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Is Psychiatry the Science of Lies?

Thomas Szasz offers an important critique of psychiatry

As the controversy surrounding the DSM-5 continues to grow, it is perhaps timely to remind readers of a famous critic of psychiatry, Thomas Szasz, who was himself a psychiatrist and probably best known for coining the term the “myth of mental illness”. He passed away earlier this year, and I am just finishing one of his final books, Psychiatry: The Science of Lies (2008), where he reiterates his basic position, with special attention to Freud as a charlatan who colluded with his patients to turn nondiseases into diseases of the unconscious. (See here for some famous Thomas Szasz quotes).

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I believe everyone with an interest in mental health should at least be aware of the Szaszian critique of the mental health industry, which is as follows. First, medicine is a real science that deals with biological phenomena, especially cellular pathology. At its core, the role of medicine is the treatment of cellular/physiological pathology that leads to harm. According to Szasz, this is what makes medicine a real science with social value. Neurology is a real medical discipline, and there are, obviously, diseases of the nervous system that have consequences for behavior (e.g., Alzheimer’s, tumors, epilepsy, etc.).

Now take a look at the DSM and one will immediately note that the DSM is not based at all on cellular pathology. Diagnostic categories are instead based on overt behaviors, reports of internal experiences, and cognitive deficiencies. For many of the conditions, organic explanations are to be RULED OUT in order for a DSM diagnosis to be given.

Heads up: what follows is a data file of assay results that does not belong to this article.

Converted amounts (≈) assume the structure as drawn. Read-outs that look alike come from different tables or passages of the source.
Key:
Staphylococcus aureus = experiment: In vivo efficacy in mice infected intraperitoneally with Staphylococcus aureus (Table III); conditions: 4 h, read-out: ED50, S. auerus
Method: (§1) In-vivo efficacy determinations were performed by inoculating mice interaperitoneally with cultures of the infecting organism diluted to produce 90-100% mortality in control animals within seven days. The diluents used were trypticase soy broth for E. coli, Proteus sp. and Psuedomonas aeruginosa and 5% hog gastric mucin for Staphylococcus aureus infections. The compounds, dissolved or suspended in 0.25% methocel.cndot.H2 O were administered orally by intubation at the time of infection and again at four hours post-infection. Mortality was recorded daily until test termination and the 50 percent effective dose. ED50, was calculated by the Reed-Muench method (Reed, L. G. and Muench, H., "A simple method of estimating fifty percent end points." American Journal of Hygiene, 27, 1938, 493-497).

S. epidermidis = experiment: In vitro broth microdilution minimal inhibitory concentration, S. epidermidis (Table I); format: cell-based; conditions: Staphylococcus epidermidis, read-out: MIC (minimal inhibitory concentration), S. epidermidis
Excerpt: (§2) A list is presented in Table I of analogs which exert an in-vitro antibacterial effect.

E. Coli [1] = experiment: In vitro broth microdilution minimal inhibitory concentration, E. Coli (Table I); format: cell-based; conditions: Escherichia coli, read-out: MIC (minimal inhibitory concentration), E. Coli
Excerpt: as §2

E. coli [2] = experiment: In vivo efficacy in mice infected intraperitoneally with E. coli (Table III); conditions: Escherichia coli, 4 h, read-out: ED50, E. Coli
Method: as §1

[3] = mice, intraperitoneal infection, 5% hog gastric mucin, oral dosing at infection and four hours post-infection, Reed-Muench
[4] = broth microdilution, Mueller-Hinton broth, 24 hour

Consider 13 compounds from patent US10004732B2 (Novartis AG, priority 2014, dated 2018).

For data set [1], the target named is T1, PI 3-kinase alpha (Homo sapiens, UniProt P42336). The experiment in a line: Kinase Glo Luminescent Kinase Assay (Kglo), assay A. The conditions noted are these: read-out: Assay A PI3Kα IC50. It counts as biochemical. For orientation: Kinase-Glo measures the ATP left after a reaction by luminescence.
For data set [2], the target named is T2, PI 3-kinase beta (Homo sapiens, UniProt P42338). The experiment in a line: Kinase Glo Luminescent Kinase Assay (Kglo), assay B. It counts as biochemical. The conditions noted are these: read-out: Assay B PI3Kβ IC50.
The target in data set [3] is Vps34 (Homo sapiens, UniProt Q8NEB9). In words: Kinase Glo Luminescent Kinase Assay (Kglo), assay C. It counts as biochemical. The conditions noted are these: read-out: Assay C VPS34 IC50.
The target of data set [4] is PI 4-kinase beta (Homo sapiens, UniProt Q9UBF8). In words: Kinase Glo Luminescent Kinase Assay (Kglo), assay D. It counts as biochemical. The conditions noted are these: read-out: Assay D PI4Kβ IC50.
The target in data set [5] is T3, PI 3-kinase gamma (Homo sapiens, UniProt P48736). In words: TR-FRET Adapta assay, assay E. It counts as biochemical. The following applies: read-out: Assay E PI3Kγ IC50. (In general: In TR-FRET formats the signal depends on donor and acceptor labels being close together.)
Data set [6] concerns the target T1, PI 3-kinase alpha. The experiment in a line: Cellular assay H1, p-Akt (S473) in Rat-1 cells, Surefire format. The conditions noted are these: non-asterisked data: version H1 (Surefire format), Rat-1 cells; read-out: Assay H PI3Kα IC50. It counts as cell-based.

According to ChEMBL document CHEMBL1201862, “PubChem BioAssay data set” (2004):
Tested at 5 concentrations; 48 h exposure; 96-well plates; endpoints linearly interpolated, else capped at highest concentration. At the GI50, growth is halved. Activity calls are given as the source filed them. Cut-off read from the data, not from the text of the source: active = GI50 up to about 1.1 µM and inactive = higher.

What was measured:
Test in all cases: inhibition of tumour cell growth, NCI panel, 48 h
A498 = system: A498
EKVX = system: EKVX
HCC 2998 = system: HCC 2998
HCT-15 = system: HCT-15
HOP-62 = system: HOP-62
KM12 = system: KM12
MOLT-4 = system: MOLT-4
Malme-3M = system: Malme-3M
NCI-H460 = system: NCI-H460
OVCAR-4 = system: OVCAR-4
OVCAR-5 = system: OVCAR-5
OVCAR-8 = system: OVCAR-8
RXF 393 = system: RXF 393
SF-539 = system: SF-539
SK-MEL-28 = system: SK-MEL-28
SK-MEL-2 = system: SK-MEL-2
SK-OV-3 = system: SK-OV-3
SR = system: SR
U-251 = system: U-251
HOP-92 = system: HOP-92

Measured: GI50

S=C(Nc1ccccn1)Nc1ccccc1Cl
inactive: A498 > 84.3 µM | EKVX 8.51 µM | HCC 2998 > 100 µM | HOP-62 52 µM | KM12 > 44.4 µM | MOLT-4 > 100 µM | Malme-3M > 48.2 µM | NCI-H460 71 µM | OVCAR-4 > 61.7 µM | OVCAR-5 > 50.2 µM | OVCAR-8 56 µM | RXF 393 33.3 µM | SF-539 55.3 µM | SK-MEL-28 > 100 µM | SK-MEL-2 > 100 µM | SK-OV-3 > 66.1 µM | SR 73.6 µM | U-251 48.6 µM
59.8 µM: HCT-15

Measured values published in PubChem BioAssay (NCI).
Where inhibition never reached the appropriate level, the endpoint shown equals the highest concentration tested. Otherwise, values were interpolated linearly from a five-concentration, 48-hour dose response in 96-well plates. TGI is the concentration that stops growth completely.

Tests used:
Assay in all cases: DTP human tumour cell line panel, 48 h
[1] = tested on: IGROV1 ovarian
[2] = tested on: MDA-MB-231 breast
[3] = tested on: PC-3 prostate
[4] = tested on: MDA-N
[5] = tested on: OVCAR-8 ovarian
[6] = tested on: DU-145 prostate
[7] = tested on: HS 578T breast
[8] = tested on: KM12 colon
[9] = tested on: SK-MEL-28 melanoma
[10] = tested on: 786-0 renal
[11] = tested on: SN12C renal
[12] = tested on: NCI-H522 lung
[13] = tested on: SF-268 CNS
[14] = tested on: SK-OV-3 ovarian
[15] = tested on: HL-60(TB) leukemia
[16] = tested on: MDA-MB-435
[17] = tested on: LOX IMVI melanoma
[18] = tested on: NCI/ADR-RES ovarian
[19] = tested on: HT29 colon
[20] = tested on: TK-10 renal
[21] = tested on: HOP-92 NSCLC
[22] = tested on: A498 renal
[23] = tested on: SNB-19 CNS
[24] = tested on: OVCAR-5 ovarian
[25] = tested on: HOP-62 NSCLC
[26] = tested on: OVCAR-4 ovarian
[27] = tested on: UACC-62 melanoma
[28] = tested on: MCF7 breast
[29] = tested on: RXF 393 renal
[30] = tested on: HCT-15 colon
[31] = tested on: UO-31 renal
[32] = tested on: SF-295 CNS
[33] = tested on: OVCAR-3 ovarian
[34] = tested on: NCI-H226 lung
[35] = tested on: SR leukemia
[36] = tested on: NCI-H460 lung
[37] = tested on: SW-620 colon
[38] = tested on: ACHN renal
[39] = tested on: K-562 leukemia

If it is not about cellular pathology, what, then, is the field of “mental health and disease” really about? Sadness, anxiety, deviant, unusual or disruptive behavior patterns, secondary gain and absolution of responsibility via the sick role, fallacious thinking, and having low power, among other elements. In a nutshell, it is about suffering and, perhaps more importantly, being insufferable. Crucial for Szasz is that the attribution of disease then legitimizes in psychiatrists and other mental health professionals the power of social control. By labeling others as “sick”, we can lock them away, force drugs upon them, and separate them from “normal” people like us because there is something fundamentally wrong with them. And we can justify it all in the name of science. But really it is about social control. The mental health industry manufactures illnesses to legitimize and feed itself and it serves those in power via social control of deviants. Szasz has famously called its practitioners secular priests.

But, according to Szasz, the science of mental sickness is all metaphor and the emperor has no clothes. Some people ought to be suffering, given their lives. Others convince themselves that they ought to be suffering, but that doesn’t mean they have a disease, any more than those who convince themselves they ought to be happy have a disease. Yes, some people have strange beliefs. But think of it this way. If you believe that aliens are watching over you and that they will punish you if you do the wrong thing, we call you delusional. But if you believe it is a large man with a beard watching over you who will punish you if you sin, we call you normal.

For me, Szasz’s approach has holes and the issues are complicated. I have my own take on the nature of mental disorders (see here). I would point out, for example, that virtually anyone who spends time around a disorganized schizophrenic in an acute psychotic state will have a very strong sense that there is something deeply wrong with the individual that is not explicable in terms of psychological or social forces. Nevertheless, I think every professional in mental health in general and psychiatry in particular, should take the time every so often and look at their roles, their actions, and their explanations via a Szaszian lens. And while the Emperor might not be completely naked, it seems to me he is often down to his skivvies.

 

Gregg Henriques, Ph.D., is a Professor of Psychology at James Madison University.

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